Note that a variety of theories have been concocted over the years on the part of the Church’s opponents to attempt to explain her origin—or explain it away one might say. The most common such theory alleges Catholicism came into being in the fourth century, around the time the Emperor Constantine the Great legalized Christianity throughout the Roman Empire. This theory holds that a large portion of the Christian Church eventually became corrupted by pagan influences due to a huge influx of converts. Of course, the insurmountable obstacle to this theory is the presence of Catholic doctrine in the ecclesiastical writings that predate Constantine, and the historical writings of the Early Church Fathers demonstrate this in a powerful way.
The overt Catholicity of Christianity’s ancient writers is irrefutable.
Consider, for example, Saint Ignatius of Antioch, who died around the year 107. Ignatius was a pupil of the Apostles Peter and John and used the Church’s Eucharistic teaching to combat heretics who denied the Incarnation.
He has the distinction of being the earliest writer on record to use the term “catholic” as a proper name for the Church. “Wherever the bishop appears, let the people be there,” he wrote; “just as wherever Jesus Christ is, there is the Catholic Church.”
Coincidentally, Antioch, Ignatius’ bishopric, happens also to be the place where the followers of Christ were first called “Christians” (see the Acts of the Apostles 11:26).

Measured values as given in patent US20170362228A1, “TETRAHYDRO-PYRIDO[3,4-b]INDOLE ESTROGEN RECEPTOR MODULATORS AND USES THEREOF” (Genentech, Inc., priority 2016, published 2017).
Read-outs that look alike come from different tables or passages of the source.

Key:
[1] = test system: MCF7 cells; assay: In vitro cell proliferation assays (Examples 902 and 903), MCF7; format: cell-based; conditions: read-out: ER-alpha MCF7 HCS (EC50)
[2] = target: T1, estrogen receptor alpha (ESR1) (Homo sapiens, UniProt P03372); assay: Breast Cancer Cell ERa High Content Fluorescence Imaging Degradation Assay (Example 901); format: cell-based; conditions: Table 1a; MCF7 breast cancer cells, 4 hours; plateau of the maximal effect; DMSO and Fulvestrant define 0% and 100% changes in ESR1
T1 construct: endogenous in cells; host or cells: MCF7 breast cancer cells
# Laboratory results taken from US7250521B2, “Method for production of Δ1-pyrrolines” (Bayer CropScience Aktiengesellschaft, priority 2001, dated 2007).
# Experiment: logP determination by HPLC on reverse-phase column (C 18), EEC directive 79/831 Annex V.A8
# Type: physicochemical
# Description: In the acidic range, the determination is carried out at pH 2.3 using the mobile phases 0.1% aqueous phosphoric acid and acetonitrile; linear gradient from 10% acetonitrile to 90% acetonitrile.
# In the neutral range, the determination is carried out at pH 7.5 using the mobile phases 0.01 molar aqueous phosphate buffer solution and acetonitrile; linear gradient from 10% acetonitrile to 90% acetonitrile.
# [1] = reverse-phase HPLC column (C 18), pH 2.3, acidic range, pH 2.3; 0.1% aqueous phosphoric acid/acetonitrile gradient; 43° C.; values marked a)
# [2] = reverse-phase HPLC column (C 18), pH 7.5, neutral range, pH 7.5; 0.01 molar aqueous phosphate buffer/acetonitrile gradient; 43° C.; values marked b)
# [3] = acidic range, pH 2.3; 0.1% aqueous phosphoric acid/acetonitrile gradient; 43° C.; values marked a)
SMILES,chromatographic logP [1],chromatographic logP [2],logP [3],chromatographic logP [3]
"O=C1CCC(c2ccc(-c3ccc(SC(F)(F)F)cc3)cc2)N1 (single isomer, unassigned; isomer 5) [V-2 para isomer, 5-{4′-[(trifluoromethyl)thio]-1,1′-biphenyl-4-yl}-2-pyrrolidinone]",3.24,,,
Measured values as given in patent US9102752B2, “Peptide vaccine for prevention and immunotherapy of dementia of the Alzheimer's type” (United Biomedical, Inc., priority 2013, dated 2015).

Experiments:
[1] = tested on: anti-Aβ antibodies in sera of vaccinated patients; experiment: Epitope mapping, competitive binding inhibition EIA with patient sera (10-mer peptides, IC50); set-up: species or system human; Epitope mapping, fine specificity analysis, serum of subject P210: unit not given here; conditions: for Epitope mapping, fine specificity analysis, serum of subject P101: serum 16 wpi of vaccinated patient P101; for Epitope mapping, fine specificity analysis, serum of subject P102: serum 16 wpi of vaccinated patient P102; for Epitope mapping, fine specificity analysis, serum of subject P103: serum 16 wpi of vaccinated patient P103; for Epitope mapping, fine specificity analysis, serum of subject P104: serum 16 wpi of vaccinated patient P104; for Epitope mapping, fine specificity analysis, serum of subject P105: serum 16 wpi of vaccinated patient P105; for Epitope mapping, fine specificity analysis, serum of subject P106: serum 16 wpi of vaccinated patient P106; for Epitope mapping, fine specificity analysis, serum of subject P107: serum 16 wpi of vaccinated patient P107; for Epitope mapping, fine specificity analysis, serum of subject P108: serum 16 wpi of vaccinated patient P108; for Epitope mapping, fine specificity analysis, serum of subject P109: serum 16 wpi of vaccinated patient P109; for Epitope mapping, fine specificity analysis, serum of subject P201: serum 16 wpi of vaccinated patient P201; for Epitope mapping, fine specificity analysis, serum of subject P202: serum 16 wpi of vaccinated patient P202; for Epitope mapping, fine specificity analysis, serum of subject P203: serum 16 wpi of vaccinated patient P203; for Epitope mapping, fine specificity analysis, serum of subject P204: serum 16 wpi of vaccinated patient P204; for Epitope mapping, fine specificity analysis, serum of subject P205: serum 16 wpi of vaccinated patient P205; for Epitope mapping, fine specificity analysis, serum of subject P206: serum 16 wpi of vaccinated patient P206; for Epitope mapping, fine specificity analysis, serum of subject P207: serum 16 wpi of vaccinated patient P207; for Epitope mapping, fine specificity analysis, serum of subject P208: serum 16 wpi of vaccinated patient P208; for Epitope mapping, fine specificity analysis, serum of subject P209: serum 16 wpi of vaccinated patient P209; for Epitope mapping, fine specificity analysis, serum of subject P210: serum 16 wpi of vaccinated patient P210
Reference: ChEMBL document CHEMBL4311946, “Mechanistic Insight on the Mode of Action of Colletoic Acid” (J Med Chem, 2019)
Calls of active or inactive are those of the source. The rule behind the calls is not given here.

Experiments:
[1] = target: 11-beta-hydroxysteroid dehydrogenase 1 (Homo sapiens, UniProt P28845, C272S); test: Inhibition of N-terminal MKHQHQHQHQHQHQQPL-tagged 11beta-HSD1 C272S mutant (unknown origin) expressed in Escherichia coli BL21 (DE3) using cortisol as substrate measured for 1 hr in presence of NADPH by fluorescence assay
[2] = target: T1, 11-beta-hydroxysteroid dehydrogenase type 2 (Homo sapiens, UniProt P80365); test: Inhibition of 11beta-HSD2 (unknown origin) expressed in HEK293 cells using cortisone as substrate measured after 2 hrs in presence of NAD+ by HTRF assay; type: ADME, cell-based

The earliest written usage of the word “Trinity” comes from Antioch, too. Appearing in a letter of another bishop, Saint Theophilus, in about 181 (see To Autolycus 2:15), Saint Irenaeus wrote, “If the Lord were from other than the Father, how could He rightly take bread, which is of the same creation as our own, and confess it to be His Body, and affirm that the mixture in the cup is His ?” (see Heresies 4:33:2).1
So, how can others reconcile their disdain for the Church of Rome with Ignatius’ acknowledgement of her preeminence? He called her “the Church which holds the presidency in the place of the country of the Romans …;” and went on to say, “You have envied no one, but others you have taught. I desire only that what you have enjoined in your instructions may remain in force” (Romans, Address; 3:1).
Irenaeus listed the bishops of Rome down to his time, commenting, “In this order, and by the teaching of the Apostles handed down in the Church, the preaching of the truth has come down to us” (see Heresies 3:3:3).
Some may be dismayed by Ignatius’ mention of Marian doctrine in the same breath as the Crucifixion? “The virginity of Mary,” he wrote, “her giving birth, and also the death of the Lord, were hidden from the prince of this world:—three mysteries loudly proclaimed, but wrought in the silence of God” (see Ephesians 19:1).
Likewise, he writes, “Mary, betrothed to a man but nevertheless still a virgin, being obedient, was made the cause of salvation for herself and for the whole human race. … Thus, the knot of Eve’s disobedience was loosed by the obedience of Mary” (see Heresies 3:22:4).
Today, what would Catholics and non-Catholics call a person who regarded the Eucharist as the Flesh of Christ, praised the Church of Rome for her teaching superiority, and venerated the mystery of Mary’s virginity?
Why should one conclude anything differently about a man and his like-minded contemporaries who said and did the same things nineteen centuries ago?
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- Irenaeus’ teacher was Saint Polycarp, who was also a disciple of John’s. ↩